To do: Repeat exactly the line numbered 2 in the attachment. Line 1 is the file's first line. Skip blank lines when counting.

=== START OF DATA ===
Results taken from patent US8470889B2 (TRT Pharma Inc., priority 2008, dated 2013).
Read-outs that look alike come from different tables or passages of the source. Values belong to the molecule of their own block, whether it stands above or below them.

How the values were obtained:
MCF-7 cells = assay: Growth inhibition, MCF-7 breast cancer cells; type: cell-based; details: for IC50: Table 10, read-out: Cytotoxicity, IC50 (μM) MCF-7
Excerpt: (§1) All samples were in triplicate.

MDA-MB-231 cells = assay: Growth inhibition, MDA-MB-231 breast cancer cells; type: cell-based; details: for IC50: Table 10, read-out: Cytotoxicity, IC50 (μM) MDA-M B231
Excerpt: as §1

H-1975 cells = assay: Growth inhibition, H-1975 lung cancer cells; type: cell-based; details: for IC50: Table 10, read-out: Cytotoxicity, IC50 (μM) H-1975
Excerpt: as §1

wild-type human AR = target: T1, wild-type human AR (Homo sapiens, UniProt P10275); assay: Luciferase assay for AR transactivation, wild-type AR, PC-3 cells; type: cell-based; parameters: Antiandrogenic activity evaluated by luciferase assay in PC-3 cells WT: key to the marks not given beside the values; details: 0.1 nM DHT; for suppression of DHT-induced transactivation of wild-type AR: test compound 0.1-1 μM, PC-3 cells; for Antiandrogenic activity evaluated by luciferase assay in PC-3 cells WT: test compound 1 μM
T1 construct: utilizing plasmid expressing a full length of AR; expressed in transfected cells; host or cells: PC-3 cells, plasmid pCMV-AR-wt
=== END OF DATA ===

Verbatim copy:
Read-outs that look alike come from different tables or passages of the source. Values belong to the molecule of their own block, whether it stands above or below them.